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Culture and Social Change
Integration of Bowen's Family System Theory
I come from a culture where family is considered the core of everyone’s existence. In the religious terms, it is the domestic church. In the social terms, it is the origin of society. In the political sense, it is considered the root of all politics, and in the global aspect, it is referred to as the reflection of the world we live in. My mother (God bless her soul) used to insist that if we want to make a difference in the community, we had to start from home, and indeed, she kept reminding us that charity begins from home.

Gerhard Berchtold, PhD

Universidad Azteca, Chalco-Mexico

February 10, 2012

Dr. Gerhard Berchtold identifies and compares various accreditation agencies. This article discusses the importance of international accreditation, along with quality auditing and certification.

Follow this link to read the article [pdf]

Revive an Old World

John M. Toothman, PhD
Professor of Psychology,  IOU Foundation

July 12, 2011



A sense of urgency is building about the malaise that hangs over society like a dark cloud of air pollution. A dismal struggle awaits any citizen of the world whose culture and social environment becomes increasingly dangerous, decaying, and hopeless. Cultural pollution is no less threatening than air pollution. Both deny healthy survival and ultimately threaten one’s very existence.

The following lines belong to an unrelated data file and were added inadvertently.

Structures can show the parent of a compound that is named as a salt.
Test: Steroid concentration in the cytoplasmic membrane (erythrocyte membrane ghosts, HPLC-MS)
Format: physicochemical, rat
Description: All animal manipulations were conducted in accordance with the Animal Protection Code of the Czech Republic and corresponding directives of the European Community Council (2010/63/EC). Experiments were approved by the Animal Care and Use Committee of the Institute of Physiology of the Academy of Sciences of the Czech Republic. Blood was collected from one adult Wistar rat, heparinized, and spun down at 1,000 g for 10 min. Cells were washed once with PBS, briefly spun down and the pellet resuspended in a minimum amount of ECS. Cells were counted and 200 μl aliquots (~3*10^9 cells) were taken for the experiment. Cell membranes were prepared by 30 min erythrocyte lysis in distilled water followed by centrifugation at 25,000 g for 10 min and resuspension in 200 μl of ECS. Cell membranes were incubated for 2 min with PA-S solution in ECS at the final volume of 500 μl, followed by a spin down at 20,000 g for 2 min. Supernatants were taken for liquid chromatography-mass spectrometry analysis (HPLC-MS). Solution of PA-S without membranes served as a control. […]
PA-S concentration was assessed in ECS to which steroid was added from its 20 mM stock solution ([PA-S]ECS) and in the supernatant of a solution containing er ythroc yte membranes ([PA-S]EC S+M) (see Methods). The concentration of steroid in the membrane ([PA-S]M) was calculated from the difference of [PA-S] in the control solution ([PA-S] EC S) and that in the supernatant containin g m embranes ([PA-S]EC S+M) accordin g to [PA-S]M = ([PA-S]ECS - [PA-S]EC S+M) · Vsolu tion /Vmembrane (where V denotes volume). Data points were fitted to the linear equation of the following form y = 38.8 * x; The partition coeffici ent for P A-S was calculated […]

Natural Scholarship Shifts of Academics

By Cynthia Jackson, PhD,  IOU Foundation

Key Note Presentation, Florida Memorial University Faculty Senate Conference

May 1, 2011


I was asked to talk about the “tension” between and among teaching, research, and scholarship. I am passionate about today’s topic. I consider it one concern in higher education that needs to be visited on a regular basis, given the rapid changing environment of producing and disseminating knowledge. I am going to share my thoughts and experiences, and will disclose parts of my journey in coming to where I am on what I consider to be a perceived tension between and among teaching, research and scholarship. What some see as tension, I see as natural shifts in scholarship.
The Urban Dilemma

By Mike Curtis, M. A., Henry George School of Social Science

April 27, 2011

Welcome to the urban dilemma: why our cities can't sustain themselves--and how they could.

Why shifting the source of revenue from confiscatory taxes to a charge that is based on the value of benefits received becomes an incentive to create the maximum number of jobs and dwellings that are economically desirable within every community.


Why shifting taxes from income and wages, sales, and the value of buildings to the rental value of land creates the incentives to rebuild our cities and promote an orderly development of the suburbs and rural areas--one that will make the most efficient use of our roads, sewers, and everything else that governments provide.
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